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Friday, July 01, 2005 | A trio of retired city employees has filed a lawsuit against the actuary of the city’s embattled pension system, claiming he allowed the pension board to enter into a funding plan that jeopardized the soundness of the multi-billion dollar system.
The suit, brought against Gabriel, Roeder, Smith & Company and lead pension actuary Rick Roeder, alleges that Roeder failed to properly warn of the consequences of a 2002 funding plan entered into between the city and the San Diego City Employees’ Retirement System.
As of Thursday evening, Roeder hadn’t yet been served with the complaint. However, he called the allegation “totally untrue.”
“I feel like we did a good job,” Roeder said.
The funding plan, known as Manager’s Proposal 2, has drawn increasing attention since its quiet inception three years ago as the pension deficit has expanded to at least $1.37 billion. The deal also stands at the heart of federal and local investigations into city finances and politics.
The city’s annual payments toward the deficit threaten to crowd city budgets for years.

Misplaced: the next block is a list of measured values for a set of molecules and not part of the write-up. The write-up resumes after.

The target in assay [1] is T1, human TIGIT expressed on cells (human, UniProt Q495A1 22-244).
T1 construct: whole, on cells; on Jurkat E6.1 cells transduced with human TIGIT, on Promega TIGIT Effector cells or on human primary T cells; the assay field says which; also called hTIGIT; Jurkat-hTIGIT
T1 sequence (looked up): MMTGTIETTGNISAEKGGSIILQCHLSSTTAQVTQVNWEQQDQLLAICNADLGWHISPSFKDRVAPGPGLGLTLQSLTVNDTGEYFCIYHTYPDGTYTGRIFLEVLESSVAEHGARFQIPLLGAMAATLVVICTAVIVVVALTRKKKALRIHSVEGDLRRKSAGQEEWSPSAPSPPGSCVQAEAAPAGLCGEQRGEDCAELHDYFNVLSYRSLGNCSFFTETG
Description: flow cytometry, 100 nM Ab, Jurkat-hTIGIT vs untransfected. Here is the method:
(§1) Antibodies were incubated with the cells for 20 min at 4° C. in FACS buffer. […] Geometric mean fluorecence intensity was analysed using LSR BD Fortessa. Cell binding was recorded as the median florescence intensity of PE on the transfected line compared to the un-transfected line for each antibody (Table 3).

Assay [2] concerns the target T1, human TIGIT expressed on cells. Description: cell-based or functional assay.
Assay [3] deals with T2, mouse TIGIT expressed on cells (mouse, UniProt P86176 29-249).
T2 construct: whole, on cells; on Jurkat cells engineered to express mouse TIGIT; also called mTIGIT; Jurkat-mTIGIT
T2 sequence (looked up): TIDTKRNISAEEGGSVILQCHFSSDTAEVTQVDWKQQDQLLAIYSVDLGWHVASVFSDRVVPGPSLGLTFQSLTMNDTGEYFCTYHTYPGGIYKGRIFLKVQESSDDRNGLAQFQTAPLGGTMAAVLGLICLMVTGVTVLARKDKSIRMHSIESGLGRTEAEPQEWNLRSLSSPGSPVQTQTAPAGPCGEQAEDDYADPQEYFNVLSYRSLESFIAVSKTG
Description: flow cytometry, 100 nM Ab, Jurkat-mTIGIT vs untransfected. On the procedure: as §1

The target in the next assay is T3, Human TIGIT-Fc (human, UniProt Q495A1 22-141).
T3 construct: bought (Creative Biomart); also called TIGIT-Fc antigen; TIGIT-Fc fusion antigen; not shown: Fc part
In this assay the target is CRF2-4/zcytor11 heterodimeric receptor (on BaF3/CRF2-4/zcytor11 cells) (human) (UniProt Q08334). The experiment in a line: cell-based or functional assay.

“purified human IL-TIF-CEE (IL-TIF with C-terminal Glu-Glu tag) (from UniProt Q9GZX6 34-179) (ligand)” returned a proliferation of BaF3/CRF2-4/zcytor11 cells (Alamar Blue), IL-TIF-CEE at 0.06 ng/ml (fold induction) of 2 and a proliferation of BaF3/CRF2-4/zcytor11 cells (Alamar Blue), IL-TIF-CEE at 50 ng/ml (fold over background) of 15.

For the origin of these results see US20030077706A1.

In May, the District Attorney’s Office charged six former and current pension board members with felony conflict-of-interest charges, alleging that the trustees personally benefited from their approval of the plan.
Earlier this month, the outside audit committee putting together investigations into city financial practices recommended that the pension board release Roeder in favor of a new actuary. In a letter, the committee expressed concerns that Roeder’s financial forecasting methods and lack of independence “appear to have contributed to the problems facing” the pension system today.
Plaintiffs’ attorney Michael Conger said Roeder also worked to hide the depth of the pension problem through a 2002 letter to the editor in The San Diego Union-Tribune and in pension system documents.
“He worked overtime to conceal the size of the pension system’s deficit from the public,” said Conger, who has filed a number of lawsuits against the system in recent years.
Roeder has repeatedly said that his warnings were sufficient. He is only an advisor and cannot force the board to make a decision, he said.
Manager’s Proposal 2 allowed the city to forgo a lump-sum payment of tens of millions of dollars into its pension system in exchange for increased benefits for union workers. The pension board, which was dominated at the time by union representatives and city management, approved the deal.
The suit seeks unspecified damages.
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